A Laparoscopic Approach to Parastomal Hernia Repair With Re-Siting of Urinary Stoma

Thomas E Stout, Khushabu Kasabwala, Daniel B. Leslie, Sean P. Elliott

Research output: Contribution to journalArticlepeer-review


Background: Parastomal and ventral hernias are common complications in patients with continent catheterizable channels or incontinent urinary diversions. Patients with neurogenic bladder are at particularly high risk due to weak abdominal wall musculature, and hernia repair often requires resiting of their stoma. While parastomal hernia repair with urinary stoma resiting has acceptable long-term success rates, it often necessitates a laparotomy which is associated with significant morbidity. Objective: To describe a novel approach to combined laparoscopic parastomal hernia repair with resiting of the urinary stoma in patients with neurogenic bladder. The video will outline the surgical steps and pitfalls. Materials and Methods: The case begins laparoscopically or robotically with adhesiolysis to dissect out the subfascial portion of the channel and the parastomal hernia. The subfascial portion of the channel is dissected out to the anterior abdominal wall, ensuring to preserve its mesentery. The abdomen is then desufflated and the suprafascial portion of the channel is dissected and the channel dropped into the abdomen. The hernia is then repaired laparoscopically using mesh and the channel is brought out through one of the laparoscopic port sites and matured to the skin. Results: In our series of 4 patients, this technique was performed for 2 continent catheterizable channels and 2 incontinent diversions. One patient developed a hernia recurrence 7 months later which was repaired laparoscopically. In another, the stoma was successfully resited but the hernia was unable to be repaired laparoscopically due to dense adhesions. Continent and patency outcomes of the urinary stomas were 100% at a mean follow-up of 2 years. Conclusion: Laparoscopic parastomal hernia repair with resiting of the urinary stoma has similar long-term success rates compared to that of an open repair and avoids the morbidity of a laparotomy. This repair can be performed for catheterizable channels or incontinent diversions.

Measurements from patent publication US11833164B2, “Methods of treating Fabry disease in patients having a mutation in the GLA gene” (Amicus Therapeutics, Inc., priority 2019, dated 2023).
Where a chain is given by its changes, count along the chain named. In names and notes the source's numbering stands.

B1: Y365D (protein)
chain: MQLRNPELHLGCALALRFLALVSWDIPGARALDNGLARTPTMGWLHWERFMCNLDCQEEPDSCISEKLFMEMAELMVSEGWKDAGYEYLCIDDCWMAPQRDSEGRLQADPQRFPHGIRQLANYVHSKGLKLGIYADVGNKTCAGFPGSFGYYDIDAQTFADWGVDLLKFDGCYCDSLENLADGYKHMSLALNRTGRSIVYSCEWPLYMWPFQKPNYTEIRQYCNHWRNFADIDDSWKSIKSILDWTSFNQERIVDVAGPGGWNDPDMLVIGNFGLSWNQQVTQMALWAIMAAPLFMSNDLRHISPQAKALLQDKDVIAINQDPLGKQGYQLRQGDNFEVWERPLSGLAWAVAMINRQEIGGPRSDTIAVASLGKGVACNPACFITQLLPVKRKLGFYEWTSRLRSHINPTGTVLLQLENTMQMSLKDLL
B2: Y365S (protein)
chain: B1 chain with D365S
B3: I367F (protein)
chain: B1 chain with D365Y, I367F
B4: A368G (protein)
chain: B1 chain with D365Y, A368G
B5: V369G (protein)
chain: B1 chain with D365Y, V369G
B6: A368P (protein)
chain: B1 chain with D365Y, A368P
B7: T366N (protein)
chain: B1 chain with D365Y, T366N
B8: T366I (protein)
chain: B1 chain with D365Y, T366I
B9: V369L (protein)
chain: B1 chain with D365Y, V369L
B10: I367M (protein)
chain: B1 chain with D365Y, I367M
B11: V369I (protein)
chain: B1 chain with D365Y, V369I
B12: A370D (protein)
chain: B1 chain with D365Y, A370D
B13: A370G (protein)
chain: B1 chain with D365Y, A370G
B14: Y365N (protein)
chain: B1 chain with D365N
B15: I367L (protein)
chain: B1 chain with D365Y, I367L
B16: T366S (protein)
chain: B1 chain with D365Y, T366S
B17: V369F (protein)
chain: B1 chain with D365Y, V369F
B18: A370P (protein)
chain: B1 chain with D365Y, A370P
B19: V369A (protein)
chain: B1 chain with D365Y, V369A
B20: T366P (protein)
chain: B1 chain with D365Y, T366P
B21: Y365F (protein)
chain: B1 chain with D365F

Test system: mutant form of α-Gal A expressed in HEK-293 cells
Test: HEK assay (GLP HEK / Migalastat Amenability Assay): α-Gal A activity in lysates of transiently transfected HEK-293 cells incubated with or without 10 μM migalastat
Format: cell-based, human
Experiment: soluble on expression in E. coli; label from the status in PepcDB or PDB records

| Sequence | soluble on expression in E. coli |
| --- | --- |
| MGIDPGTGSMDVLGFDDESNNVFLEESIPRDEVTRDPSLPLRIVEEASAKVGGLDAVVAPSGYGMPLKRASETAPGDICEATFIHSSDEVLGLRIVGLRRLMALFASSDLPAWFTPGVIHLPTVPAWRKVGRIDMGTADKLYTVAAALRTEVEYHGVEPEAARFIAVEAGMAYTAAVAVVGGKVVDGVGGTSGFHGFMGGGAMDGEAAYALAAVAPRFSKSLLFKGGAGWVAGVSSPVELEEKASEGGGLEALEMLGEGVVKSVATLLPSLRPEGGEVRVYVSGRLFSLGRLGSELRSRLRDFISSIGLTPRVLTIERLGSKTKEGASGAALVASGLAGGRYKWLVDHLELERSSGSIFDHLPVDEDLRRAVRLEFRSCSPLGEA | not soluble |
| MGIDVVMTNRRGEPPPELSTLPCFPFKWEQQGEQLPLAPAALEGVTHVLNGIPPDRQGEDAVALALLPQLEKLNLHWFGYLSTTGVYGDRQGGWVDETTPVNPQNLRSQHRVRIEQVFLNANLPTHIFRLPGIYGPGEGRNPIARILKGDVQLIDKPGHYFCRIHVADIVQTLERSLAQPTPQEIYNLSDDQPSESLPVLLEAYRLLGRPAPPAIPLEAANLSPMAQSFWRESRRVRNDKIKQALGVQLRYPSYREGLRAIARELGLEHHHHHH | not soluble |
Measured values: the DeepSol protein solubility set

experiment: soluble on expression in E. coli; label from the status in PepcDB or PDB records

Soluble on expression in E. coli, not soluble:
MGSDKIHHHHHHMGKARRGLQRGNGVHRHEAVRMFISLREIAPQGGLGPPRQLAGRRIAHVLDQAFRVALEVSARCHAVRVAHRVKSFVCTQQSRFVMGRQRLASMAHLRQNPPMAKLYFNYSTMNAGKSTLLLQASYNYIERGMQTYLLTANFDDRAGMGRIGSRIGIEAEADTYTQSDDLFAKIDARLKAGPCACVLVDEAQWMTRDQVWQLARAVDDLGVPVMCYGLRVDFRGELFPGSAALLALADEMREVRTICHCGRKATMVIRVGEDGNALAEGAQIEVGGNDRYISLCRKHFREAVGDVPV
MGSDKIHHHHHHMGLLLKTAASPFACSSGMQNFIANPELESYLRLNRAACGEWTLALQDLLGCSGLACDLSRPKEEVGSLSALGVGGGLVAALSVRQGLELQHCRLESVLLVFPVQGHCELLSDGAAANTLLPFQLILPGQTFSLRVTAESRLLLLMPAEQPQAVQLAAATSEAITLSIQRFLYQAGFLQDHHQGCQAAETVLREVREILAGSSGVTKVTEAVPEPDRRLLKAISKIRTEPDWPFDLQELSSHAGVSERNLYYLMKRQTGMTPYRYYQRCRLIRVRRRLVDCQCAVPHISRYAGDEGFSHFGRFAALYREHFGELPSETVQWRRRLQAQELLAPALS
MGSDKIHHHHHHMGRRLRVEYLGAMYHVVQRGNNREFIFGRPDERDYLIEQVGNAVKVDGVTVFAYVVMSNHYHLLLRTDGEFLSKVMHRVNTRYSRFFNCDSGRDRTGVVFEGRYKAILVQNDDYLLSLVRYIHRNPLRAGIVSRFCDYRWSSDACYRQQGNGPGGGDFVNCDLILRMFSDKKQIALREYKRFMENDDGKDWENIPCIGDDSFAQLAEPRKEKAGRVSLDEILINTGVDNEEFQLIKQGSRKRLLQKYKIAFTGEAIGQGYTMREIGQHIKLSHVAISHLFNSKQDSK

Original languageEnglish (US)
Pages (from-to)199
Number of pages1
Early online dateJan 20 2021
StatePublished - Jun 2021

Bibliographical note

Publisher Copyright:
© 2021 Elsevier Inc.

PubMed: MeSH publication types

  • Video-Audio Media


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